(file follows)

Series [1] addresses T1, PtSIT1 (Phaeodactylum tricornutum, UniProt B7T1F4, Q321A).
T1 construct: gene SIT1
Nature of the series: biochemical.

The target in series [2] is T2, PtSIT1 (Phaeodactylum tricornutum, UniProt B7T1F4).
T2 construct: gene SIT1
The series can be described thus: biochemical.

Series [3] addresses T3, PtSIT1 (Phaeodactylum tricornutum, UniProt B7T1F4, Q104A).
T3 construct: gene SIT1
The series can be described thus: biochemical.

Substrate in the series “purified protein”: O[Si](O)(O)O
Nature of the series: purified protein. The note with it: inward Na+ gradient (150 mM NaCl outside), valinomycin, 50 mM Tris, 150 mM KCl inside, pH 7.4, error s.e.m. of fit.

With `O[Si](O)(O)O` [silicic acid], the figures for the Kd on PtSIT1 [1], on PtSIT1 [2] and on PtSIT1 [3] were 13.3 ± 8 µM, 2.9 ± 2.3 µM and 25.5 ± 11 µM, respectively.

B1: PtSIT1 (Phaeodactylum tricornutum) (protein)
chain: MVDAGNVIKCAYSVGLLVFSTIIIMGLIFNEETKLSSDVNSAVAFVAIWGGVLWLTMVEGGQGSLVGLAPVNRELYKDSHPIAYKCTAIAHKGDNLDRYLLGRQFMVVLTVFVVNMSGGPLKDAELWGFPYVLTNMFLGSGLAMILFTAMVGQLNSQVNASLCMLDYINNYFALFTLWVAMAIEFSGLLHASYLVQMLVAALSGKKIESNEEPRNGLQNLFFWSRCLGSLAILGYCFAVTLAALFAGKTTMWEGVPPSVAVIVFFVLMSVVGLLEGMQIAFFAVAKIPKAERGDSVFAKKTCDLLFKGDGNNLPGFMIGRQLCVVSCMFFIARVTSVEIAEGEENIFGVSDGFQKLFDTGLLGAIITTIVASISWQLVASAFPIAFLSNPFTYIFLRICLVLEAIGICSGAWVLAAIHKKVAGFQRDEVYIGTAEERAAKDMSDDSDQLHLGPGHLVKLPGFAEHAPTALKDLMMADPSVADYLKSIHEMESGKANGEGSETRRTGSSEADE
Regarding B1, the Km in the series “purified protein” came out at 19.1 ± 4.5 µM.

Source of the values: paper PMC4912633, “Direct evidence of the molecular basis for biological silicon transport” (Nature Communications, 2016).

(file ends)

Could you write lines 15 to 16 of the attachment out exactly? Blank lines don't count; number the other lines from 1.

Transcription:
Regarding B1, the Km in the series “purified protein” came out at 19.1 ± 4.5 µM.

Source of the values: paper PMC4912633, “Direct evidence of the molecular basis for biological silicon transport” (Nature Communications, 2016).